Like other Arab leaders, Sisi has tried to align himself with his people's position on Israel. He made a rare decision to allow protests. In a sign of the risks, some demonstrators made their way to Cairo’s Tahir Square chanting the slogan of the 2011 Arab Spring protests: “Bread, freedom and social justice”.
“Regardless of what level of Egyptian you talk to - including the president - there is a genuine sympathy for the Palestinians,” Mabrouk said.
'In a twisted, strange way, Egypt has benefitted from the war'
- Riccardo Fabiani, International Crisis Group
“But protests are an unknown commodity. What starts out as something in support of Palestine could very much change. I’m sure someone is having a lot of sleepless nights managing this.”
Haggag, of the AUC, said Cairo was coming under “conflicting pressures” from Israel, the US, Hamas and the public. “It’s a delicate dance for Egypt, but so far the government has managed to strike the right balance.”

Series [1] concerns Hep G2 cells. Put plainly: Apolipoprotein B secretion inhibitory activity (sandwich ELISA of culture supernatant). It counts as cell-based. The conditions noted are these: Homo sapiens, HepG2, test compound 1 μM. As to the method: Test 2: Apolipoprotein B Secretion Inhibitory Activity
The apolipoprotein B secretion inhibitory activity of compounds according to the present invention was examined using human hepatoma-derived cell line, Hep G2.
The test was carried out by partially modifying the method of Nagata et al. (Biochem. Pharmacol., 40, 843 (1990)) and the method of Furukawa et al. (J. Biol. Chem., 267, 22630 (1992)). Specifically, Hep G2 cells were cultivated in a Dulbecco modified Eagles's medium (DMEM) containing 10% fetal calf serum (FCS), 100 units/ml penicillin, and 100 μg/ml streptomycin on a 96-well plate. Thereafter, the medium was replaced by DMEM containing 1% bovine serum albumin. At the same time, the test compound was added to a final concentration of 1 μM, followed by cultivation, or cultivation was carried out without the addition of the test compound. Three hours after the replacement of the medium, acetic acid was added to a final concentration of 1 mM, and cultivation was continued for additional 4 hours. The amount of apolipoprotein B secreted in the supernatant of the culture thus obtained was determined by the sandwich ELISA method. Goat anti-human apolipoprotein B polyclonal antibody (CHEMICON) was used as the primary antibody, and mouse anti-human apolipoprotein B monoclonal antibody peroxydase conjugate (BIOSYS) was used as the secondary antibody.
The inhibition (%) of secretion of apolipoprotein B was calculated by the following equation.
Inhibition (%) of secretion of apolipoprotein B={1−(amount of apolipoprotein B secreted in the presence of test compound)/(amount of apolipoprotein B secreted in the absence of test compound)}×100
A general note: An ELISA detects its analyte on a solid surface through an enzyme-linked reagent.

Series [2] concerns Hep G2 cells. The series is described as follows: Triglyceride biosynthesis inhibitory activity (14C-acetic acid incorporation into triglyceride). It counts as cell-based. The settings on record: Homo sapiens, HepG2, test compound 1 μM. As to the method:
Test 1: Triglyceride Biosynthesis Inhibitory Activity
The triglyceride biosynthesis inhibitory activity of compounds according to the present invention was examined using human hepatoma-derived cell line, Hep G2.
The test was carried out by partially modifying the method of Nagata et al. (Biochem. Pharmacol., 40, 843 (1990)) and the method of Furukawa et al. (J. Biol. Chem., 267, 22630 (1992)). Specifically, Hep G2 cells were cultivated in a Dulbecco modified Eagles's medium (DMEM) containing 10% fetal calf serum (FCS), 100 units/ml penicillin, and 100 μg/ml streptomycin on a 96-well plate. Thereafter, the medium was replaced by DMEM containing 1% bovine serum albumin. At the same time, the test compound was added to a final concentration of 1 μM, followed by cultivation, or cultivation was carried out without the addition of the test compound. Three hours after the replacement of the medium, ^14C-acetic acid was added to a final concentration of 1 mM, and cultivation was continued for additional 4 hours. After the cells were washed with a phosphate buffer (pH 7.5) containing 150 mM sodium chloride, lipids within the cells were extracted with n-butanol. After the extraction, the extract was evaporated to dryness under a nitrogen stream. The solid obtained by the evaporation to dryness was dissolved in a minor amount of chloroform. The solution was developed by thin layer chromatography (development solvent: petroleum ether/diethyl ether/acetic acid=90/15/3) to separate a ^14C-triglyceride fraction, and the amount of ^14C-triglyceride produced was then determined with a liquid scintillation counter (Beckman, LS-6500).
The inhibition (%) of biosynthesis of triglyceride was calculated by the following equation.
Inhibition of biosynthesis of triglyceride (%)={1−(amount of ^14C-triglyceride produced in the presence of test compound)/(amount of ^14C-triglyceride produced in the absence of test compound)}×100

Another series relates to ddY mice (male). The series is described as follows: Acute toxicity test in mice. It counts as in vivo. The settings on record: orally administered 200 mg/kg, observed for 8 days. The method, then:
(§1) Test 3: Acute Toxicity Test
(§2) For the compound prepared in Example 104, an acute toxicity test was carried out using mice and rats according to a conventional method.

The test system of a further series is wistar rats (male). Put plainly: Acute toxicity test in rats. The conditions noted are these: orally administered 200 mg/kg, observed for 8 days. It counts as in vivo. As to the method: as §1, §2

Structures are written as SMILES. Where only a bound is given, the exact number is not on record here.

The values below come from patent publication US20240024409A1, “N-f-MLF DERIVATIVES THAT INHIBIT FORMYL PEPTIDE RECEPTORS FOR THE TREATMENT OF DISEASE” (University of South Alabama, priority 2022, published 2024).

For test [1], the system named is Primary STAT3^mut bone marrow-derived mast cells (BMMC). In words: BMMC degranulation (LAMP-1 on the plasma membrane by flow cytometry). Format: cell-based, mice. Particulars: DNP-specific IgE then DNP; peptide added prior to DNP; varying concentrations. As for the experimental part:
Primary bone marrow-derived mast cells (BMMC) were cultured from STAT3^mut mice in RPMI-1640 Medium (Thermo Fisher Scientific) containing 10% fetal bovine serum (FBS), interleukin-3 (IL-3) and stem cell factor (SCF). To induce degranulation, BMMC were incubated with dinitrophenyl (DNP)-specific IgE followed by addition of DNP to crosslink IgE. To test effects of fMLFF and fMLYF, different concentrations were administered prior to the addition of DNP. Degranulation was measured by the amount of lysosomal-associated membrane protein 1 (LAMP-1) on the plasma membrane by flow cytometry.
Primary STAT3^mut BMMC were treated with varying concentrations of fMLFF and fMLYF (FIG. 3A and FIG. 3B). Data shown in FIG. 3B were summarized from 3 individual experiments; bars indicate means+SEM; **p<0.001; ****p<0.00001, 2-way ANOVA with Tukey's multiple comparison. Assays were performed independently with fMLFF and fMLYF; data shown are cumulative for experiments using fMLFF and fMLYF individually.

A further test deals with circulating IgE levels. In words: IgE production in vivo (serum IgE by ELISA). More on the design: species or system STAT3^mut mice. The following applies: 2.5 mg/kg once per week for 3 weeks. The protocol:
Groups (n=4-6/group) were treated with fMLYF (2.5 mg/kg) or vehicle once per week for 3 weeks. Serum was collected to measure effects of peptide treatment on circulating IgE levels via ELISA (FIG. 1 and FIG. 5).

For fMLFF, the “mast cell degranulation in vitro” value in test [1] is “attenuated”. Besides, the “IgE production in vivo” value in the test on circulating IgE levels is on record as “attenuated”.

The war poses risks to Sisi, but also potential rewards as the Egyptian leader approaches an election next month amid a blistering economic crisis and diplomatic embarrassments abroad.
Egypt eyes financial gains
Before the conflict Egypt was implicated in a corruption investigation that alleged the former chairman of the US Senate Committee on Foreign Relations, Robert Menendez, took bribes in exchange for influencing military aid to Cairo.
Amid an uproar over the case and Egypt’s human rights record, his successor Ben Cardin blocked $235m in security assistance.